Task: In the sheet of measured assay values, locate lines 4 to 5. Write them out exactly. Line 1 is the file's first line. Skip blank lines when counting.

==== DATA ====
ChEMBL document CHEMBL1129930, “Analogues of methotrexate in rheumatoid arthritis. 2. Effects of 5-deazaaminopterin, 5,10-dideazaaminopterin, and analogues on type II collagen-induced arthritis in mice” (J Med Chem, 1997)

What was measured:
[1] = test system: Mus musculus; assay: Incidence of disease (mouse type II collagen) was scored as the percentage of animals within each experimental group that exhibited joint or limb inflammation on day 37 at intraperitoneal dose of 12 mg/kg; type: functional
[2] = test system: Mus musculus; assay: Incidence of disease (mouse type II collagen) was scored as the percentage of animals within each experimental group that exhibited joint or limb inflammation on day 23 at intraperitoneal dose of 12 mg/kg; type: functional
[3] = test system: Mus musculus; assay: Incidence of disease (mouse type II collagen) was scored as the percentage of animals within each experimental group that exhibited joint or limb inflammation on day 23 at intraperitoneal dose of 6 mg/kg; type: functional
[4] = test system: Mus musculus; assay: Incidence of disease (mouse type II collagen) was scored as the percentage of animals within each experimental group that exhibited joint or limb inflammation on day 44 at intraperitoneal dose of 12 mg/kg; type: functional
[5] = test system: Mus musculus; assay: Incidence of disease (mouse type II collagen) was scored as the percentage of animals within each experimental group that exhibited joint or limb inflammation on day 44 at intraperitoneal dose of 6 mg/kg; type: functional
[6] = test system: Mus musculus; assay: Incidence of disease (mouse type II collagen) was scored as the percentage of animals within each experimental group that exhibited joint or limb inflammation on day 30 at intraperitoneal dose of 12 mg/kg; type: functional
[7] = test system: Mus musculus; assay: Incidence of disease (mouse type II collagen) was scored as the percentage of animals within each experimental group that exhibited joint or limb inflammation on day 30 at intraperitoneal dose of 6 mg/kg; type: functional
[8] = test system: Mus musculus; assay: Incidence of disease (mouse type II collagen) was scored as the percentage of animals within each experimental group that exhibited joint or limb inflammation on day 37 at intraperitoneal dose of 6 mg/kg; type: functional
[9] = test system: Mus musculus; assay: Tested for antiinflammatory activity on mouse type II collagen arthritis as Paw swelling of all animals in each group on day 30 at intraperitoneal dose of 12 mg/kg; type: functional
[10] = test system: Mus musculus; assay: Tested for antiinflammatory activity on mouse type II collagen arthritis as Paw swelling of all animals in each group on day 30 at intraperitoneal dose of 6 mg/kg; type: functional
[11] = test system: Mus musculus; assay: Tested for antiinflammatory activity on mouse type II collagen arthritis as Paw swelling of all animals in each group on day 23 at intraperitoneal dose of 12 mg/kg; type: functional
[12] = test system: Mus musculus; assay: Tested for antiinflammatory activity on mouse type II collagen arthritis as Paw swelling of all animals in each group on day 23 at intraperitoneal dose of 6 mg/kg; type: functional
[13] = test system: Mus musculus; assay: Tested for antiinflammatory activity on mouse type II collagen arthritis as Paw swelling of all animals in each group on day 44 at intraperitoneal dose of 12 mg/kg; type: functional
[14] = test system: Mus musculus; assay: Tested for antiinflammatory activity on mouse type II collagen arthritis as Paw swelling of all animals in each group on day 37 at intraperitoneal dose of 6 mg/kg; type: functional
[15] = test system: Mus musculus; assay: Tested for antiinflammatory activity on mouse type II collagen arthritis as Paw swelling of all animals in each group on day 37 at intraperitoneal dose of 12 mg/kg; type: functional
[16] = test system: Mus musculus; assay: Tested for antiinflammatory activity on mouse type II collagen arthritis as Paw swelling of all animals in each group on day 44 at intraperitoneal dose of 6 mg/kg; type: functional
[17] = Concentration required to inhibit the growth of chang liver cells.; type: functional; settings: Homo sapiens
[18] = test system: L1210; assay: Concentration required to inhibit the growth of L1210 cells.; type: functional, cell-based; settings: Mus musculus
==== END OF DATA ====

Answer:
[2] = test system: Mus musculus; assay: Incidence of disease (mouse type II collagen) was scored as the percentage of animals within each experimental group that exhibited joint or limb inflammation on day 23 at intraperitoneal dose of 12 mg/kg; type: functional
[3] = test system: Mus musculus; assay: Incidence of disease (mouse type II collagen) was scored as the percentage of animals within each experimental group that exhibited joint or limb inflammation on day 23 at intraperitoneal dose of 6 mg/kg; type: functional